So long, Earthians. Cassini, over and out.

And this is it. On Friday 15 September, after 20 years in space, 13 of which spent in Saturn’s system, Cassini plunged into the gas giant’s atmosphere. NASA made this choice to prevented it crashing into and contaminating the moons Titan or Enceladus, which could host alien microbial life. The end was quick: as described in details in this National Geographic’s article, “the spacecraft’s thrusters failed, overwhelmed by gravity and intense atmospheric friction. It began to tumble, lost sight of Earth, and went silent forever around 4:55 a.m. PTThough scientists couldn’t observe the action, they knew that one or maybe two minutes after Cassini’s signal vanished, Saturn tore the spacecraft apart. The probe shed flaming pieces into the planet’s atmosphere, streaking through the alien sky like a crumbling meteor.”

Cassini’s discoveries during this long mission were amazing, and this article summarises the oddest ones. An example: the discovery that the moon Hyperion is charged with static electricity, the first time the phenomenon had been seen on a moon of another planet in our solar system. The fact itself is important, offering hints to design spacecrafts that can survive in harsh, electrically charged, environments.

Also, Cassini literally witnessed the birth of a new moon in 2014. “NASA released images of the edge of Saturn’s A ring, one of the bright and wide outer regions. Cassini got pictures of an arc that was 20 percent brighter than its surroundings, 750 miles (about 1,200 kilometers) long and 6 miles (10 km) wide.The mission scientists also saw what looked like unusual irregularities on the edge of the ring: small bulges caused by the gravitational pull of something nearby. The arc and protuberances on the ring could have been a small moon accreting from bits of icy material, a replay of the birth process of Saturn’s larger moons, researchers said. NASA said there was no expectation that the object, which they named Peggy, would get bigger — it’s less than a mile across — and it may even fall apart. But seeing it illuminates much of the process of moon-building, scientists said. The study describing the discovery was published in April 14, 2014, issue of the journal Icarus.”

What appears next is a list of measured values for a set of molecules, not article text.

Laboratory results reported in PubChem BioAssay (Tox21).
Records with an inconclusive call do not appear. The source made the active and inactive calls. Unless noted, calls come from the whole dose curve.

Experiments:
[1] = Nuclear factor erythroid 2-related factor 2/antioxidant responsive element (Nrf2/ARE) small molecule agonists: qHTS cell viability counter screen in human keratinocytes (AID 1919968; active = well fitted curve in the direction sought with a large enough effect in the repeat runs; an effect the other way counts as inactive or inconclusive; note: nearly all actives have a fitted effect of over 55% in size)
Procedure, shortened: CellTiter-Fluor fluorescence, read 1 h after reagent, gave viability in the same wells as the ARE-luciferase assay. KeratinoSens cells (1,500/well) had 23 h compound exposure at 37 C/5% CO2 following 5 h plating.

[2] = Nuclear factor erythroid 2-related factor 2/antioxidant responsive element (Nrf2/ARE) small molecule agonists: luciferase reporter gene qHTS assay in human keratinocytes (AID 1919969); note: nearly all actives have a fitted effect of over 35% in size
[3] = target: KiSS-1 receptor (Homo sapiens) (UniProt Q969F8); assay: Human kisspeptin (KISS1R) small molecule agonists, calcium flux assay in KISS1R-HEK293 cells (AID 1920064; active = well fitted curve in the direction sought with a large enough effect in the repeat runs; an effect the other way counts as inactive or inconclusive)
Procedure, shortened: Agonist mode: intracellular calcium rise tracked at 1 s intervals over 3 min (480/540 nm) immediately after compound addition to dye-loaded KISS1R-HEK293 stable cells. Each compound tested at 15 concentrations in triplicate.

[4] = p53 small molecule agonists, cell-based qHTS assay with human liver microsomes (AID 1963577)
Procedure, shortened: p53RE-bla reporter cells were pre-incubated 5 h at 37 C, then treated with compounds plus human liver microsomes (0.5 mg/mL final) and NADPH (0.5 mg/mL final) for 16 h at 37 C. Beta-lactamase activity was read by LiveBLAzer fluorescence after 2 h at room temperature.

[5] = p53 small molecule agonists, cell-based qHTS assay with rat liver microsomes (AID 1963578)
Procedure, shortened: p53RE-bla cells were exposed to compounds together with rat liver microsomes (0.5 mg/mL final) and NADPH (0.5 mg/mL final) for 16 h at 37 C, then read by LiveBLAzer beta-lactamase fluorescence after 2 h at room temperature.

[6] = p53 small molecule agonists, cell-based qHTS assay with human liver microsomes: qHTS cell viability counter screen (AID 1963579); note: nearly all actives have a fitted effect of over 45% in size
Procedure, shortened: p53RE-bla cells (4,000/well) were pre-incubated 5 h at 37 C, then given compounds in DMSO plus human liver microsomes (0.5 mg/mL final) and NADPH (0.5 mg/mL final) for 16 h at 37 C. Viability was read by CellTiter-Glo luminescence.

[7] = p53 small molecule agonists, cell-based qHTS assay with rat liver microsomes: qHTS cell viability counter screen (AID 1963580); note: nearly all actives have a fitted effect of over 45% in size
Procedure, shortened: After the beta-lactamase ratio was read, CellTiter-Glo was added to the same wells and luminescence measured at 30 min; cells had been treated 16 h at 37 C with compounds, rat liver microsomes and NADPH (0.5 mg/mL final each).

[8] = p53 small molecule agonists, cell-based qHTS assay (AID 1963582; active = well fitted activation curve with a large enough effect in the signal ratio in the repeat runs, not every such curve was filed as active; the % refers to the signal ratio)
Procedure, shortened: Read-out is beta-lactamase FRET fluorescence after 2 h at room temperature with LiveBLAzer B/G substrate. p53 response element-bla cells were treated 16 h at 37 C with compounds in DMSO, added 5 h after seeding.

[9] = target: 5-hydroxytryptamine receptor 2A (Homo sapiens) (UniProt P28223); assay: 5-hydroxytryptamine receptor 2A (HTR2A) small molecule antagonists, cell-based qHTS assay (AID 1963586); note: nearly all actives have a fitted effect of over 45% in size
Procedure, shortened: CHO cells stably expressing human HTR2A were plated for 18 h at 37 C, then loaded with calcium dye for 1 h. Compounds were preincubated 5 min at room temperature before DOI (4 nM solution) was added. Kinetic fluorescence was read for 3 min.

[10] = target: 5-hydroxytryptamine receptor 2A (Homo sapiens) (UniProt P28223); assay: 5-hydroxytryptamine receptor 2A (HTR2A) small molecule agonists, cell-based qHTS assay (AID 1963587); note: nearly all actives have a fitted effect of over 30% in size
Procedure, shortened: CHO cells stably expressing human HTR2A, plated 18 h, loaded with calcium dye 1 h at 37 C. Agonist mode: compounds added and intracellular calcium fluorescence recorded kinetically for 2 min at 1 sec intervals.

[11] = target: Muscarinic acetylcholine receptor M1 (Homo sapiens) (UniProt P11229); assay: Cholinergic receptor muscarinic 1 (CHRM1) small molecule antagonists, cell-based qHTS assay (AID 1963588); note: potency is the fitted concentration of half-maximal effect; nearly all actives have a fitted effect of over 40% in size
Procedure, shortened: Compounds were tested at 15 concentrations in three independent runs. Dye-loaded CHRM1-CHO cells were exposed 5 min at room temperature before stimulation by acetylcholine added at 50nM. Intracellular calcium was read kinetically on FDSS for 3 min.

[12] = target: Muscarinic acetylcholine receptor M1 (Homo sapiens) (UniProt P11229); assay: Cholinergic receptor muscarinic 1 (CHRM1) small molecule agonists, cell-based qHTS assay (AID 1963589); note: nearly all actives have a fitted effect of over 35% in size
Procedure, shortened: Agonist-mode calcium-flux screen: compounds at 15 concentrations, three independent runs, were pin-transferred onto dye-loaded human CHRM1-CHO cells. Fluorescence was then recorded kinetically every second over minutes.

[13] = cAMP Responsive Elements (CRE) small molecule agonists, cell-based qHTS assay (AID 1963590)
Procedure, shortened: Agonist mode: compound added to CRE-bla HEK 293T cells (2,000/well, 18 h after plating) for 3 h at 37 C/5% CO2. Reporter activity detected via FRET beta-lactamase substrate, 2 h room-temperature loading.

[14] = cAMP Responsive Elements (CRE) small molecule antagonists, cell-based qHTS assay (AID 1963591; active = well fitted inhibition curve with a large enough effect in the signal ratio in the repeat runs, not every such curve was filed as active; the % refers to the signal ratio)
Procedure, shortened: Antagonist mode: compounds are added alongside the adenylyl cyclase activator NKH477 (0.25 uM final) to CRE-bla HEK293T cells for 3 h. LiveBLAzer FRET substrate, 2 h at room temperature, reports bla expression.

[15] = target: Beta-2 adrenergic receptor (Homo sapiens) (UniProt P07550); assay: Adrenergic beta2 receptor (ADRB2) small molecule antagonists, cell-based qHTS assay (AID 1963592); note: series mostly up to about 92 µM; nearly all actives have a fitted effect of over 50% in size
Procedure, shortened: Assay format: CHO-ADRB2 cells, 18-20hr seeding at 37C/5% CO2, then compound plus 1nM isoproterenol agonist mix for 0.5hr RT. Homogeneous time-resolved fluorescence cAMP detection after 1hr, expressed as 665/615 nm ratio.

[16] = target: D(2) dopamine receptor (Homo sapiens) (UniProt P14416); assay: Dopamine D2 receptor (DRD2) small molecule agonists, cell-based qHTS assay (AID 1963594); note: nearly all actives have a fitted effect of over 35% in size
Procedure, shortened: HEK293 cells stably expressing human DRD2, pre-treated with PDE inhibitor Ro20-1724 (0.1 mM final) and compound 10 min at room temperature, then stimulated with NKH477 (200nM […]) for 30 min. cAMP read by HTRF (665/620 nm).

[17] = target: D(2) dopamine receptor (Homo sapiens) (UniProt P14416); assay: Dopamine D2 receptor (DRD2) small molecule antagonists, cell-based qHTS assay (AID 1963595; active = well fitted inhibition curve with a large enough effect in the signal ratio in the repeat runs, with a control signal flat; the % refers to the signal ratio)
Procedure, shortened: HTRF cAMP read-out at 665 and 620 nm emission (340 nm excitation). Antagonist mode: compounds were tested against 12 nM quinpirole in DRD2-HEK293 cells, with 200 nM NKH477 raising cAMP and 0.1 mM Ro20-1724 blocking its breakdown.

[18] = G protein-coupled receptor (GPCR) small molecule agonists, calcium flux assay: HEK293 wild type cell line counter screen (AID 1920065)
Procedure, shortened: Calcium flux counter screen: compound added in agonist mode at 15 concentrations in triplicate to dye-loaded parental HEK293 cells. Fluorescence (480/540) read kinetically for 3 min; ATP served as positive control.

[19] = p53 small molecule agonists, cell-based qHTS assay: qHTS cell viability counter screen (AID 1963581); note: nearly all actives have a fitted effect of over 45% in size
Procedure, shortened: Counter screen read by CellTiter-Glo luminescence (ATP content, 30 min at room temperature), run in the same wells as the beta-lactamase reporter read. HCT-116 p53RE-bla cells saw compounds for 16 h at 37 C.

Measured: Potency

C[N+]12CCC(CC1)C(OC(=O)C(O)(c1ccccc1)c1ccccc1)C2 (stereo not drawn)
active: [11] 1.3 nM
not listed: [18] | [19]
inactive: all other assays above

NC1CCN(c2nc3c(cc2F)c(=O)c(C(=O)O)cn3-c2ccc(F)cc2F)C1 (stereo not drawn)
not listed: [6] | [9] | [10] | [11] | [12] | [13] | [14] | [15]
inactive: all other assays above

Below: this is Cassini’s final image in natural colour “created using images taken with red, green and blue spectral filters of Cassini’s Solid-State Imaging system, is the last image taken by the spacecraft. It looks toward the planet’s night side, lit by reflected light from the rings, and shows the location at which the spacecraft would enter the planet’s atmosphere hours later.” (Read the long version at the Planetary Society blog)

And if you want to see the moment Cassini’s signal went dead from the Deep Space Network….here it is.

The good thing? Now Cassini has become part of the planet it has been studying for so long. It sounds like a homecoming – or a love embrace.



  1. maddalena@spaceandsorcery

    For some reason, despite Cassini’s wonderful, amazing accomplishments, I can’t avoid feeling a touch of sadness for its demise. And I didn’t know about the choice of having it crash on Saturn to avoid contaminating possible life forms on some of its moons: not unlike a final parting gift…
    Bye Cassini, and thank you 🙂

    1. Steph P. Bianchini (Post author)

      Yes. Let’s look forward to the next amazing mission that will keep us all with eyes wide open 🙂

  2. Tammy

    So sad, the way you described it But such an amazing “life” it had.

    1. Steph P. Bianchini (Post author)

      Yes, indeed. And more it’s to come 🙂


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